An alternative arrangement for achieving temperature compensation is shown in FIG. 6 and involves the use of a precision bridge limiter comprised of a 4-diode bridge 140 embedded in a feedback loop including an operational amplifier 142 and a feedback resistor 144 coupled from the output terminal 146 providing an output voltage Vo and the inverting(-) input of the amplifier 142. The inverting(-) input is additionally coupled to an input terminal 148 via resistor 150. Also, a pair of zener diodes 152 and 154 are coupled in mutual opposition between the amplifier output terminal 156 and its inverting(-) input terminal. The zener diodes 152 and 154 merely serve to prevent amplifier overload. A load resistor 158 is shown connected between output terminal 146 and ground.
The nominal transfer function of the circuit shown in FIG. 6 is that shown in FIG. 7 and corresponds to the temperature vs. voltage characteristic of the battery as shown in FIG. 4. Although not shown, the circuitry shown in FIG. 6 requires an offset circuit to center the transfer characteristic to the operating range of the converter 22 shown in FIG. 2 and therefore would add some complexity to the circuitry in its implementation, thus making the embodiment shown in FIG. 2 the more desirable embodiment.
Thus what has been shown is a 12 volt DC system for an electric motor vehicle that includes an auxiliary battery which is charged through a DC/DC converter which replaces the conventional alternator for generating a supply voltage for vehicle accessories and one whose converter is additionally regulated to track the auxiliary battery's output voltage with respect to temperature.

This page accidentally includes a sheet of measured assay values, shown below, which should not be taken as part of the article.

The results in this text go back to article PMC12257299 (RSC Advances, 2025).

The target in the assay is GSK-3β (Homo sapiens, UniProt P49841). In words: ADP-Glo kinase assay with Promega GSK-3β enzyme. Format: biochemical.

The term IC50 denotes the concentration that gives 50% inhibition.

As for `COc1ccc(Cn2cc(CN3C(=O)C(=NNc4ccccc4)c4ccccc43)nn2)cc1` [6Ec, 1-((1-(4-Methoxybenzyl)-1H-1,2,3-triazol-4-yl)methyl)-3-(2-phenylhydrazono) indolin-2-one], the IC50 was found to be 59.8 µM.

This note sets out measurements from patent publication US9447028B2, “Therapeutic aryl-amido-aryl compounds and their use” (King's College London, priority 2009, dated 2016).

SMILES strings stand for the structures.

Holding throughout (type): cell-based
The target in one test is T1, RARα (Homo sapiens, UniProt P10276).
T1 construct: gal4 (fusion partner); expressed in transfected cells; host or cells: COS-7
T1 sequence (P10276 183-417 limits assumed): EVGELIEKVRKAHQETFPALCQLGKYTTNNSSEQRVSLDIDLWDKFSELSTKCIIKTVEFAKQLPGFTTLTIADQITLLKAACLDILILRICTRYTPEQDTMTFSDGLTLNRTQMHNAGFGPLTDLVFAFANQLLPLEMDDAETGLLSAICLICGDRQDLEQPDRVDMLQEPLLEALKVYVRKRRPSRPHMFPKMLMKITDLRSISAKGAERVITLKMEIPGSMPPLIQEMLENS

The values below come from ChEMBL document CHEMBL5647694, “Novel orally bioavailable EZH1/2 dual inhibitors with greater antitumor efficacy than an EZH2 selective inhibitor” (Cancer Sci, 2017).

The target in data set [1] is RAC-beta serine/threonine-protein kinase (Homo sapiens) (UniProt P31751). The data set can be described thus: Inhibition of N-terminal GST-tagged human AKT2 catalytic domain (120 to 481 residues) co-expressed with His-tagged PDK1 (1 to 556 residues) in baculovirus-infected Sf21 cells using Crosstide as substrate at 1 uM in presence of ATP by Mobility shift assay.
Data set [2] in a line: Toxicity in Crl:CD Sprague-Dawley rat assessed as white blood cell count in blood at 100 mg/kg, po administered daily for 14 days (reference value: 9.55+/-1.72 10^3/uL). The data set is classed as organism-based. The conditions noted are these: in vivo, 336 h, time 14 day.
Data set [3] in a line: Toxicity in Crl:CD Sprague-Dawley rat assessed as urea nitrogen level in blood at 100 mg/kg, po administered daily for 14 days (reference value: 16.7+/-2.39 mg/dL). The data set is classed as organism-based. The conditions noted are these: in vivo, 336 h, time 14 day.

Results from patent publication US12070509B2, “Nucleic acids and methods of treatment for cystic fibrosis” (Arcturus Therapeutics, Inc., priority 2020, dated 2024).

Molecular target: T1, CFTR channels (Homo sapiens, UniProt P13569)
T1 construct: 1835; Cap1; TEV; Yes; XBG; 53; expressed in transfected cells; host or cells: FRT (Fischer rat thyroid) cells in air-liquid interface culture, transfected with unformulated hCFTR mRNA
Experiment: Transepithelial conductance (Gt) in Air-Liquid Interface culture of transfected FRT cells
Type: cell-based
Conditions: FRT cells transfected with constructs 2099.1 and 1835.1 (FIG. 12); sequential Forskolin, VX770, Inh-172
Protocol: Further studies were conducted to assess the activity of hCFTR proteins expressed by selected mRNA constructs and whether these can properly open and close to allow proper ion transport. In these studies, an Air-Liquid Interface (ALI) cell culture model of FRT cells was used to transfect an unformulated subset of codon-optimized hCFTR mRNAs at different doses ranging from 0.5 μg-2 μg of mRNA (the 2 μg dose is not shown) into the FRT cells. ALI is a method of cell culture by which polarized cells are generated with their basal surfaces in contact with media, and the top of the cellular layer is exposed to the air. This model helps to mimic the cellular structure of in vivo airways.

The invention being thus described, it will be obvious that the same may be varied in many ways. Such variations are not to be regarded as a departure from the spirit and scope of the invention, and all such modifications as would be obvious to one skilled in the art are intended to be included within the scope of the appended claims.
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|U.S. Classification||307/46, 323/369, 320/136, 320/104|
|International Classification||B60L11/18, H02J7/00|
|Cooperative Classification||Y02T10/7072, Y10T307/516, H02J7/0091, Y02T10/7005, Y02T90/127, B60L11/1809, Y02T90/14, Y02T10/7216, B60L2210/10|
|European Classification||B60L11/18L, H02J7/00M10D3|
|Jul 25, 1996||AS||Assignment|
Owner name: NORTHROP GRUMMAN CORPORATION, MARYLAND
Free format text: ASSIGNMENT OF ASSIGNORS INTEREST;ASSIGNOR:BLAIR, JAMES W.;REEL/FRAME:008110/0860
Effective date: 19960723
|Jun 28, 2000||AS||Assignment|
Owner name: CHASE MANHATTAN BANK, THE, NEW YORK
Free format text: SECURITY AGREEMENT;ASSIGNOR:WEBCRAFT, INC.;REEL/FRAME:010927/0793
Effective date: 19991207
|Feb 13, 2002||REMI||Maintenance fee reminder mailed|
|Jul 22, 2002||REIN||Reinstatement after maintenance fee payment confirmed|
|Sep 17, 2002||FP||Expired due to failure to pay maintenance fee|
Effective date: 20020721
|Oct 4, 2002||SULP||Surcharge for late payment|
|Oct 4, 2002||FPAY||Fee payment|
Year of fee payment: 4
|Nov 12, 2002||PRDP||Patent reinstated due to the acceptance of a late maintenance fee|
Effective date: 20021014
|Jan 11, 2006||FPAY||Fee payment|
Year of fee payment: 8
|Jan 18, 2006||FPAY||Fee payment|